Labour's alternative Budget adds up - economist

Labour's alternative Budget has been given the tick of approval by one of New Zealand's leading economists.

Ganesh Nana, chief economist for BERL, told The AM Show on Thursday finance spokesperson Grant Robertson has done his homework.

"The numbers they've put in front of us do add up once we put their numbers on top of the existing May Budget numbers. They are credible," he told host Duncan Garner.

Labour on Wednesday unveiled its plan to spend more on health and education, paid for by cracking down on multinational tax avoidance and housing speculation, slowing down debt repayment and cancelling National's tax cuts, which would have delivered about $10 for week for those on low-to-average incomes, and $20 a week for high earners.

"We've got different priorities to the National Government," Mr Robertson told The AM Show. "They want to give out these $20 a week tax cuts - we say we collectively, the people of New Zealand, can spend that money better - more nurses, more teachers, making sure we've got cops on the beat."

Mr Robertson admits it'll take a bit of borrowing in the short-term until tax money from multinationals and housing speculation starts to flow in - but Dr Nana says that's no problem, because New Zealand's public debt is not large by historic standards nor when compared with countries overseas.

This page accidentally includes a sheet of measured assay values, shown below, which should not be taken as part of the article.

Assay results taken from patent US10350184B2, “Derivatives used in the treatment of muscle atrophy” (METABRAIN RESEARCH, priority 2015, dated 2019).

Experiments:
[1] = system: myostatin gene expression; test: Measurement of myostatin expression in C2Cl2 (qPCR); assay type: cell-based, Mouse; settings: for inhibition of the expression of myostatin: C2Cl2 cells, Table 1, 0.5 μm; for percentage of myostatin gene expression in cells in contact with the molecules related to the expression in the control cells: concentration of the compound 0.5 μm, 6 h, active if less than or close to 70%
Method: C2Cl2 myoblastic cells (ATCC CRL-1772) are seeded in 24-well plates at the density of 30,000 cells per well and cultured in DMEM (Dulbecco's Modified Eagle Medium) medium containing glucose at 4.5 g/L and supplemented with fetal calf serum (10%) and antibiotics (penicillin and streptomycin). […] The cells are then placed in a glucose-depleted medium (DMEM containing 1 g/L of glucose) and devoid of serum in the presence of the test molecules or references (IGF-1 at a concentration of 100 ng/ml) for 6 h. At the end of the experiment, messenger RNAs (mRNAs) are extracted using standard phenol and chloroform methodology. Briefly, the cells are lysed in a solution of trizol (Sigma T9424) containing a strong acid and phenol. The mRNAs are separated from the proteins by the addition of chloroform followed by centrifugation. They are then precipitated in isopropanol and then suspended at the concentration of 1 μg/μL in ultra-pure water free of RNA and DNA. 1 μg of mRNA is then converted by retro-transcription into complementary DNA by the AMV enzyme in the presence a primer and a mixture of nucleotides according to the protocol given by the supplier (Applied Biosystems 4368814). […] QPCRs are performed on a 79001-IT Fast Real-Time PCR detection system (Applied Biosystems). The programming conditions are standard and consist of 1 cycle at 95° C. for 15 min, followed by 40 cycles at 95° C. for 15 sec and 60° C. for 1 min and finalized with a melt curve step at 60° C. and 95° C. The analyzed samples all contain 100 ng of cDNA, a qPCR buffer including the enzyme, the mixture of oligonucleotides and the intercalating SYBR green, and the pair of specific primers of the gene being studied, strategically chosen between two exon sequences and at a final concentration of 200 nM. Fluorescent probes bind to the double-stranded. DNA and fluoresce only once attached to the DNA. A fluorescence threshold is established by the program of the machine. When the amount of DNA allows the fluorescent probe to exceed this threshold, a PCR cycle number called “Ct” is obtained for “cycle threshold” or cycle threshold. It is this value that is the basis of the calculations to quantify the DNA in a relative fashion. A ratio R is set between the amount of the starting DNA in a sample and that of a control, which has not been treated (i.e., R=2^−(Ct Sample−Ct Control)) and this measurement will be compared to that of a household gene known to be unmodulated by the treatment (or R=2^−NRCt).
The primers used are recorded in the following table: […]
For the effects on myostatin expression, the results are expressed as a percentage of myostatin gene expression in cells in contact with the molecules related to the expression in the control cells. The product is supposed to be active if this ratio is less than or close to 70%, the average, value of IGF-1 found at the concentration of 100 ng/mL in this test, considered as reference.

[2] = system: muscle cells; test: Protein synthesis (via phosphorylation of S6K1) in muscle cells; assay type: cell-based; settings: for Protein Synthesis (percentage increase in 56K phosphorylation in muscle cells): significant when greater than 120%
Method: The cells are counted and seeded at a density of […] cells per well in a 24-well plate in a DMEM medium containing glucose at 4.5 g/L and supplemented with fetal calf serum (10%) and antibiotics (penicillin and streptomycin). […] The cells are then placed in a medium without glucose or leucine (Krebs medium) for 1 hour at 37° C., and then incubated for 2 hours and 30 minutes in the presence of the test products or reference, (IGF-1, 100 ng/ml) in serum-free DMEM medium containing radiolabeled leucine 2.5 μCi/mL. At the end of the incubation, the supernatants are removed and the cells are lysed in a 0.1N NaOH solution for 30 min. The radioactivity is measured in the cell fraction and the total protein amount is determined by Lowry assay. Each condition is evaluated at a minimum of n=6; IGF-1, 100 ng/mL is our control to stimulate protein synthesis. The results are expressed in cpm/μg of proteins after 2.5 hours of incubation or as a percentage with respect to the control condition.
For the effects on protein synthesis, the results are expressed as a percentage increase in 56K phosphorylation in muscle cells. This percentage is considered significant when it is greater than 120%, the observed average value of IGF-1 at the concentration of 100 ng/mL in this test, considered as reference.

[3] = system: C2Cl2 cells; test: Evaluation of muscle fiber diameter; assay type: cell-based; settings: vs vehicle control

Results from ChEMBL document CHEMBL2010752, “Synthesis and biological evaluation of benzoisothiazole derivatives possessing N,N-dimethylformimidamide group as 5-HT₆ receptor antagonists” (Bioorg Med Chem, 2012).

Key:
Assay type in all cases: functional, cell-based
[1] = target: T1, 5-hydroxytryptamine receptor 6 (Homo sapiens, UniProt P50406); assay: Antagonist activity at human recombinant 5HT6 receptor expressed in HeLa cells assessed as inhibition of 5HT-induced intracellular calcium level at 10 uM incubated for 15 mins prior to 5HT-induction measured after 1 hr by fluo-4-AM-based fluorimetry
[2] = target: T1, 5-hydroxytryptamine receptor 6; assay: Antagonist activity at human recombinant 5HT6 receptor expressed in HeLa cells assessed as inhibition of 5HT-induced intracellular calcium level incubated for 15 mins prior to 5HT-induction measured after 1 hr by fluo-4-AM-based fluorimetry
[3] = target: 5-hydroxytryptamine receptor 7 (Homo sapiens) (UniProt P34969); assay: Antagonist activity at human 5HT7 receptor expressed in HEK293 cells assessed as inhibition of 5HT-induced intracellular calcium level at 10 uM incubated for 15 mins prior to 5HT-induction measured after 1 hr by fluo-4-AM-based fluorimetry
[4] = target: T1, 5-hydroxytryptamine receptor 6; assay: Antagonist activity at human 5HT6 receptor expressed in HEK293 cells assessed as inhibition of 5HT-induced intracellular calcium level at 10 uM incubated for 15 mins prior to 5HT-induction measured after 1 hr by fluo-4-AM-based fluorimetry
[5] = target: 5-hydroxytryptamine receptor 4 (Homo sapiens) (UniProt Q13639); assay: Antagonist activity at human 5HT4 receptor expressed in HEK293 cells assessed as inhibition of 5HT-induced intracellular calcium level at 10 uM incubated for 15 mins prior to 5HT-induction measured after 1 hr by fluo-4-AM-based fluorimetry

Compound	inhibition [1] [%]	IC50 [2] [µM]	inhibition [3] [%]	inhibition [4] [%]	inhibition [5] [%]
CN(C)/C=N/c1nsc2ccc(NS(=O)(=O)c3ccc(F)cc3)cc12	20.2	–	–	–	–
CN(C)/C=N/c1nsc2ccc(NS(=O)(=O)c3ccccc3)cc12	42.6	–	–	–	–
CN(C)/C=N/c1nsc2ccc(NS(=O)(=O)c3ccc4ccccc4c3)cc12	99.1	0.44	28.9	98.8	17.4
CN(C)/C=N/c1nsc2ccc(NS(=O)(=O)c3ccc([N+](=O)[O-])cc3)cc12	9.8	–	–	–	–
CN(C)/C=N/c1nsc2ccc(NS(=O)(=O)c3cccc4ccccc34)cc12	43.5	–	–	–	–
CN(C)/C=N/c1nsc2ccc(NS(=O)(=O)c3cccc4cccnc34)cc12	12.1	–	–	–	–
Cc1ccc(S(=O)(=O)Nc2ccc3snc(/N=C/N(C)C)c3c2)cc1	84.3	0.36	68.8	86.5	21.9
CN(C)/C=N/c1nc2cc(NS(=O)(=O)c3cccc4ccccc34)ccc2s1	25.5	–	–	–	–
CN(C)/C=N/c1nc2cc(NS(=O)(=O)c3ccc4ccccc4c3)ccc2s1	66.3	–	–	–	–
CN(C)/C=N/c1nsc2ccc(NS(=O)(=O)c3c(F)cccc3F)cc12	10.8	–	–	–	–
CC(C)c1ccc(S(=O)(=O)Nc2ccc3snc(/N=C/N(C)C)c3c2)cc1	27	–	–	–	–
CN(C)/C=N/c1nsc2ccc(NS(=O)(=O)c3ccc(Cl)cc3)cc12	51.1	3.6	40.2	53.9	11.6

"There's more than enough elbow room to do the sorts of borrowing the Labour Party have put in front of us in their alternative Budget."

Public debt reached a 35-year low at the end of Labour's last term in Government, at 5.4 percent of GDP. Following the global financial crisis and the Canterbury earthquakes it ballooned out to over 25 percent - still well below the likes of the UK (89 percent), the US (106 percent) and Japan (250 percent).

Finance Minister Steven Joyce says it's not the time to be building up new debt, calling it "classic Labour tax and spend".

"We need to be reducing debt now to be ready for the next rainy day," Mr Joyce says, accusing Labour of also proposing existing health spending as "new".

"More debt, higher taxes for low and middle income New Zealanders, and no more spending on health. I don't know how they managed it but they simply seem to be proposing to waste more money and get very little to show for it."

Tax review planned

Mr Robertson's plan differs from past Labour proposals, which usually propose tax increases - at least at the top end of the pay scale.

He says once in power a review of the tax system would be undertaken - so tax hikes could still happen, but Mr Robertson says there are other ways for the state to raise money.

"In New Zealand we don't tax assets like housing the same way most other countries in the world do. We want a better balance between how we tax income, and how we tax assets and wealth."

Dr Nana says another good thing about Labour's spending proposal is it gives voters a clear choice.

"As an economist, it's always good to have choice in the market. We can actually find out what the New Zealand voter actually wants."


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